Hormone and cytokine assay

Serum concentrations of DHEAS and cortisol were measured via radioimmunoassay using commercially available kits (Diagnostic Products Corp., Los Angeles, CA, USA). Radioactivity was quantified using a gamma counter (Cobra 5010 Quantum; Packard Instrument Co., Meriden, CT, USA).
PBMCs were isolated by centrifugation over a Ficoll-Hypaque density gradient (Lymphoprep; Nycomed Pharma, Oslo, Norway). The PBMCs were washed five times and re- suspended at a concentration of 1×106 cells/mL in RPMI medium 1640 (Gibco BRL, Paisley, UK) supplemented with 10% fetal bovine serum (FBS; Gibco, Grand Island, NY, USA) and 1% penicillin/streptomycin/amphotericin B (BioWhittaker, Walkersville, MD, USA). The PBMCs were stimulated with a T-cell-specific mitogen, concanavalin A (Con A; 2.5 µg/mL; Sigma), after pre-incubation with DHEA (10 µmole; Sigma) for 1 h at 37℃. Some PBMCs were also pre-incubated with 0.01~1 µmole DHEA. After 48 h of culture, cell culture supernatants were collected and stored at 70℃ until analysis. The concentrations of IFN-γ, IL-5, and IL-10 were measured using commercially available ELISA kits (Biosource, Camarillo, CA, USA). Assay sensitivities for IFN-γ, IL-5, and IL-10 were 4, 4, and 1 pg/mL, respectively.

Statistical analysis

Data are presented as the mean±standard error of the mean (SEM). PC20 values and IgE, hormone, and cytokine levels were log-transformed before analysis. The intra-group difference in cytokine levels was determined using the Wilcoxon signed rank and Friedman tests. The Mann-Whitney U test was used to detect significant differences between groups. Associations between variables were examined using Spearman's rank correlation coefficient. A value of p<0.05 was considered statistically significant.

RESULTS

Male subjects with AHR were younger and showed significantly higher BRindices, eosinophil proportions, total IgE levels, atopy scores, and house dust mite scores, but lower IL-10 levels compared with men without AHR (Table 1). In subjects with AHR, the addition of DHEA to Con A-stimulated PBMCs significantly suppressed the production of IL-10, IL-5, and IFN-γ in a dose-dependent manner (all p<0.001) and tended to increase the IFN-γ/IL-5 ratio (p=0.087; Figure 1). In subjects without AHR, DHEA also significantly suppressed the production of IL-10, IL-5, and IFN-γ in a dose-dependent manner (all p<0.001) but did not affect the IFN-γ/IL-5 ratio.
The observed changes in cytokine levels and the IFN-γ/IL-5 ratio from baseline after treatment with the highest dose (10 µM) of DHEA were significant in all comparisons, except for changes in the IFN-γ/IL-5 ratio in men with AHR, which showed a trend toward increasing (p=0.088) (Table 2). The maximal dose of DHEA markedly suppressed IL-5 production in subjects with AHR (24.0±7.8%) compared with those without AHR (40.9±3.6%, p<0.01). The suppression of IFN-γ production was also significantly greater in subjects with AHR (29.7±7.0%) than in those without AHR 54.5±5.1%, p<0.01). Although the resulting increase in the IFN-γ/IL-5 ratio tended to be higher in subjects with AHR compared with those without AHR, the difference between these groups did not reach statistical significance (p=0.71).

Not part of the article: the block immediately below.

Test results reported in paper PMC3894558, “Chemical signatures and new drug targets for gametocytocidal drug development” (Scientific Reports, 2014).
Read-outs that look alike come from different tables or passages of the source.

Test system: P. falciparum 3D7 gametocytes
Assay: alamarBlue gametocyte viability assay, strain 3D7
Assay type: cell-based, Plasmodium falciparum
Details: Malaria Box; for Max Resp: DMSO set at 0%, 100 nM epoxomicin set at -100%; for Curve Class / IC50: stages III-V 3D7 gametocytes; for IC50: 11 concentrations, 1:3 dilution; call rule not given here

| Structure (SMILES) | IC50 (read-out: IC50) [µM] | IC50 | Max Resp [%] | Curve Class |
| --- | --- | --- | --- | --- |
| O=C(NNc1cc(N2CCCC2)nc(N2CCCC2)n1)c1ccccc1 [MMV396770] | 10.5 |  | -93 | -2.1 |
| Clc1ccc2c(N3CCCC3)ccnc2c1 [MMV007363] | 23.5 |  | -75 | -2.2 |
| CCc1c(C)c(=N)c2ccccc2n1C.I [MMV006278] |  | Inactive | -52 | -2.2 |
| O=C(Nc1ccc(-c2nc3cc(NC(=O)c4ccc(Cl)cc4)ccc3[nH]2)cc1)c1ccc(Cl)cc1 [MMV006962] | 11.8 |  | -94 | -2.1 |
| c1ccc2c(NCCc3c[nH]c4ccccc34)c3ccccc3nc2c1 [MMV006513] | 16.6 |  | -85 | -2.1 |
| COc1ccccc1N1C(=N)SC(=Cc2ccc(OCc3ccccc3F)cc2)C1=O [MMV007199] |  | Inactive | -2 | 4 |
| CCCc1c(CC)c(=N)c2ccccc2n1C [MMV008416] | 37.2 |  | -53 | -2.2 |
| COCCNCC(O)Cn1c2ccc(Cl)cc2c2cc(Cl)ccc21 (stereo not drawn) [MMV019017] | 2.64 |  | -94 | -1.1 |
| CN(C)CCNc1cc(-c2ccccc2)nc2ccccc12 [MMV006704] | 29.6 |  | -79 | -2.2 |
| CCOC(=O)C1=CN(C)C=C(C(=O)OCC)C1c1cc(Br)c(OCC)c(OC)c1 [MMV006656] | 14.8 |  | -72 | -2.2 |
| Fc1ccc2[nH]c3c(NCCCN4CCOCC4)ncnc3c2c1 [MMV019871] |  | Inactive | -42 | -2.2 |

In male subjects, significant positive relationships were detected among IL-10, IL-5, and IFN-γ in terms of the degree of DHEA (10 µM)-induced suppression (expressed as % of baseline value; Table 3). The suppressive effect of DHEA on IL-10 was significantly related to AHR, serum total IgE level, and reactivity to house dust mites. In addition, both IL-5 and IFN-γ suppression were significantly related to AHR, IFN-γ suppression was significantly related to serum total IgE concentrations, and the IFN-γ/IL-5 ratio was significantly related to serum DHEAS.
Compared with women without AHR (n=15), men without AHR (n=40) showed a significantly higher level of DHEAS (geometric mean: 153 vs. 260 µg/dL, ; p<0.01) but not cortisol (8.2 vs. 9.7 µg/dL), which resulted in a significantly lower cortisol/DHEAS ratio (6.1±0.9 vs. 4.1±0.3%, p<0.05). Compared with female subjects, male subjects showed significantly higher eosinophil proportions, total IgE levels, and atopy scores, but lower IL-10 levels (199 vs. 131 pg/mL, p<0.01). Similar to male subjects, female subjects with AHR exhibited trends toward cytokine suppression (IL-10: 13.3±1.9%, IL-5: 44.2±7.0%, IFN-γ: 68.4±7.4%; all p<0.01) and a Th1 shift (ΔIFN-γ/IL-5 ratio: 2.5±0.7; p<0.01). However, we were unable to evaluate the effect of DHEA on cytokine production in female subjects with AHR owing to the small sample size (n=3), despite the similar trends in the suppression and Th1 shift.

DISCUSSION

In this study, DHEA suppressed the production of IL-5 in cultured PBMCs, resulting in a non-significant increase in the IFN-γ/IL-5 ratio in subjects with AHR. It has been reported that DHEA suppresses allergic inflammatory airway responses6, 7) and serum concentrations of IgE and IL-614) in animal models of asthma, and that DHEA reduces IL-4 production in cultured PBMCs from patients with atopic dermatitis11). The mechanism by which DHEA suppresses allergic responses is thought to involve a shift in the Th1/Th2 balance toward Th1. Our results support this hypothesis.
The Th1 cytokine IFN-γ inhibits Th2 cells15) and plays an important role in regulating the allergic airway reaction16, 17). However, in contrast to some reports that DHEA increases IFN-γ production5, 18), we found that DHEA suppressed IFN-γ production in a dose-dependent manner. Similar results have been reported by Yu et al.6, 7) and Araneo et al.19). Therefore, our results suggest that a mechanism mediated by some other factor (i.e., not IFN-γ) mediates the DHEA-associated suppression of the Th2 cytokine IL-5. Unfortunately, we did not quantify the number of PBMCs in our study; however, it has been reported that DHEA suppresses the proliferation of Con A-stimulated splenocytes in mice20). In addition, DHEA antagonizes glucocorticoid-induced deviation of the immune response toward a Th2 cytokine profile, probably through the peroxisome proliferator-activated receptor α21). Alternatively, DHEA may down-regulate both IFN-γ and IL-5 production while maintaining a Th1 bias, which would suggest that the balance between Th1 and Th2 is more important than the actual level of Th1 cytokines in determining the influence of DHEA on asthma.